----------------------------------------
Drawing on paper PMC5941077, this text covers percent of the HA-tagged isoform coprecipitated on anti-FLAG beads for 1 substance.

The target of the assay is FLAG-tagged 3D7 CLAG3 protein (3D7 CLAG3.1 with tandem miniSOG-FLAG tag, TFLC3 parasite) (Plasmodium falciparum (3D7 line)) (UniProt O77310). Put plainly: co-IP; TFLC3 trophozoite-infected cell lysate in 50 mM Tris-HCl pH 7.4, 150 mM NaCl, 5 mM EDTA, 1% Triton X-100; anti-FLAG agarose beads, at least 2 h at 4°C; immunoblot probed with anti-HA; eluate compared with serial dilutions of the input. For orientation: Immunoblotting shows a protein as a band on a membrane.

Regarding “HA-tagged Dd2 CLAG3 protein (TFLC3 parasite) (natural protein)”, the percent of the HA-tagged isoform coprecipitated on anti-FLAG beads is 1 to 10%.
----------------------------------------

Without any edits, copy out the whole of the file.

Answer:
Drawing on paper PMC5941077, this text covers percent of the HA-tagged isoform coprecipitated on anti-FLAG beads for 1 substance.

The target of the assay is FLAG-tagged 3D7 CLAG3 protein (3D7 CLAG3.1 with tandem miniSOG-FLAG tag, TFLC3 parasite) (Plasmodium falciparum (3D7 line)) (UniProt O77310). Put plainly: co-IP; TFLC3 trophozoite-infected cell lysate in 50 mM Tris-HCl pH 7.4, 150 mM NaCl, 5 mM EDTA, 1% Triton X-100; anti-FLAG agarose beads, at least 2 h at 4°C; immunoblot probed with anti-HA; eluate compared with serial dilutions of the input. For orientation: Immunoblotting shows a protein as a band on a membrane.

Regarding “HA-tagged Dd2 CLAG3 protein (TFLC3 parasite) (natural protein)”, the percent of the HA-tagged isoform coprecipitated on anti-FLAG beads is 1 to 10%.